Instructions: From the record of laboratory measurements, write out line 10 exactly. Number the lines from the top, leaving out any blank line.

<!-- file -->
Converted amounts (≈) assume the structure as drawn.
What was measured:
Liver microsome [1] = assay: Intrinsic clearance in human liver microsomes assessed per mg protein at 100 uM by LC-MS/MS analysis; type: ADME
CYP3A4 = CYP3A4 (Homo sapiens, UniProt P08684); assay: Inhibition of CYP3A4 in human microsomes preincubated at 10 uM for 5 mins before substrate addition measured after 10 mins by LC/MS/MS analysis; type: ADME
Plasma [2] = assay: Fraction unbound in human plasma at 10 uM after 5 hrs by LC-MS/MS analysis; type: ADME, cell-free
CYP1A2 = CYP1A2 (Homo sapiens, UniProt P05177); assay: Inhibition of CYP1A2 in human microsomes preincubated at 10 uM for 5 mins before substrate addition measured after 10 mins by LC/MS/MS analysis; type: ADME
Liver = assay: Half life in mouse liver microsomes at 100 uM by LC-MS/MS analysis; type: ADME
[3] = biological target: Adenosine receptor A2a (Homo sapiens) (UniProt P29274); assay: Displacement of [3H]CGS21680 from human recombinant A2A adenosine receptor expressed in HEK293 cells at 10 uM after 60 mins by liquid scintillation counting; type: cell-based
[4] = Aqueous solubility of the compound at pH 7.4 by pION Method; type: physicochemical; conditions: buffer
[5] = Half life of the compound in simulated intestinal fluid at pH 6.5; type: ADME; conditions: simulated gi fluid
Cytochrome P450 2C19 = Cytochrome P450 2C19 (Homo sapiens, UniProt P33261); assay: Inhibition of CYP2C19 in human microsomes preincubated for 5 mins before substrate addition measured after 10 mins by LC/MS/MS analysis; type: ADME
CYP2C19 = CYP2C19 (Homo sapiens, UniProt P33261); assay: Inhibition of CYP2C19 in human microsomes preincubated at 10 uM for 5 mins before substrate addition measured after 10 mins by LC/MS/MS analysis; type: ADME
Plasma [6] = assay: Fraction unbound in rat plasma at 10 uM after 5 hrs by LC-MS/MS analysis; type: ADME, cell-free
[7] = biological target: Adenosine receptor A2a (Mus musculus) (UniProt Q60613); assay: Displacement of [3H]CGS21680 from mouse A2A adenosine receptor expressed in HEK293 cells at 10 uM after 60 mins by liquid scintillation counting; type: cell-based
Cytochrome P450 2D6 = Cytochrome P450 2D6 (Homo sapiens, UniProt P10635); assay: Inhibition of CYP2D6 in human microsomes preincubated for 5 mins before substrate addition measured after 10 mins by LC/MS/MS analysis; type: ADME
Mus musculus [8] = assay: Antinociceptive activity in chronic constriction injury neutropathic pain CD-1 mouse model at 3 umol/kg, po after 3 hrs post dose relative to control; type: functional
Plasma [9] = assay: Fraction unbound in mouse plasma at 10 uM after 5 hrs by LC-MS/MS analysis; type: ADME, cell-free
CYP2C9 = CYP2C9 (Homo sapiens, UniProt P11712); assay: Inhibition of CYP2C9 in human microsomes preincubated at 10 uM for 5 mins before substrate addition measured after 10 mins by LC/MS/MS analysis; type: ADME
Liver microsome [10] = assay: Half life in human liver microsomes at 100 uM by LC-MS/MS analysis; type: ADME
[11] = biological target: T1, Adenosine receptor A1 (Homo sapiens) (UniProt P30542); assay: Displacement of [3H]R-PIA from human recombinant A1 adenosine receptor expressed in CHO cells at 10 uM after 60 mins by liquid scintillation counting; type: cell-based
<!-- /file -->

[5] = Half life of the compound in simulated intestinal fluid at pH 6.5; type: ADME; conditions: simulated gi fluid